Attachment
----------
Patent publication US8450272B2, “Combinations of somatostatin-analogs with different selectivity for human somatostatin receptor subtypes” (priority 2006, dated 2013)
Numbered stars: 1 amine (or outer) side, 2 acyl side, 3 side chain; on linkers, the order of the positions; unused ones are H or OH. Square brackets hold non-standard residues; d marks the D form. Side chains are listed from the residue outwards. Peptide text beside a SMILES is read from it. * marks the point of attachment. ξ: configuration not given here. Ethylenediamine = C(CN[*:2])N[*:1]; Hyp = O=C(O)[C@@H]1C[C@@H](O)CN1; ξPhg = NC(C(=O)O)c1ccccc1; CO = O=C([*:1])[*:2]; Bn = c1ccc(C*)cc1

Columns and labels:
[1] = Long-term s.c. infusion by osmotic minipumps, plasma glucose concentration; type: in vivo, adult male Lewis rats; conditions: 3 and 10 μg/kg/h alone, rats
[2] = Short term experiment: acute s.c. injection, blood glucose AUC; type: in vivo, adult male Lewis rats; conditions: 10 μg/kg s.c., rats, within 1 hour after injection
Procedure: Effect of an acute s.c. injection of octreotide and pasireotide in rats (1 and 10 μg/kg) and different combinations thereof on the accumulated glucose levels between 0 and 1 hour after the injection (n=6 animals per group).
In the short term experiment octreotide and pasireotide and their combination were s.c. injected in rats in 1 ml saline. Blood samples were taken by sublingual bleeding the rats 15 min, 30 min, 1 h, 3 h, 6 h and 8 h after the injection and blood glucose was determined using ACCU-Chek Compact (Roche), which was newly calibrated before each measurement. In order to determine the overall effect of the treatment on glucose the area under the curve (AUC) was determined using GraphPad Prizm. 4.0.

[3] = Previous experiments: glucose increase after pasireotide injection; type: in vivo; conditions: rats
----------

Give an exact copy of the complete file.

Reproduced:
Patent publication US8450272B2, “Combinations of somatostatin-analogs with different selectivity for human somatostatin receptor subtypes” (priority 2006, dated 2013)
Numbered stars: 1 amine (or outer) side, 2 acyl side, 3 side chain; on linkers, the order of the positions; unused ones are H or OH. Square brackets hold non-standard residues; d marks the D form. Side chains are listed from the residue outwards. Peptide text beside a SMILES is read from it. * marks the point of attachment. ξ: configuration not given here. Ethylenediamine = C(CN[*:2])N[*:1]; Hyp = O=C(O)[C@@H]1C[C@@H](O)CN1; ξPhg = NC(C(=O)O)c1ccccc1; CO = O=C([*:1])[*:2]; Bn = c1ccc(C*)cc1

Columns and labels:
[1] = Long-term s.c. infusion by osmotic minipumps, plasma glucose concentration; type: in vivo, adult male Lewis rats; conditions: 3 and 10 μg/kg/h alone, rats
[2] = Short term experiment: acute s.c. injection, blood glucose AUC; type: in vivo, adult male Lewis rats; conditions: 10 μg/kg s.c., rats, within 1 hour after injection
Procedure: Effect of an acute s.c. injection of octreotide and pasireotide in rats (1 and 10 μg/kg) and different combinations thereof on the accumulated glucose levels between 0 and 1 hour after the injection (n=6 animals per group).
In the short term experiment octreotide and pasireotide and their combination were s.c. injected in rats in 1 ml saline. Blood samples were taken by sublingual bleeding the rats 15 min, 30 min, 1 h, 3 h, 6 h and 8 h after the injection and blood glucose was determined using ACCU-Chek Compact (Roche), which was newly calibrated before each measurement. In order to determine the overall effect of the treatment on glucose the area under the curve (AUC) was determined using GraphPad Prizm. 4.0.

[3] = Previous experiments: glucose increase after pasireotide injection; type: in vivo; conditions: rats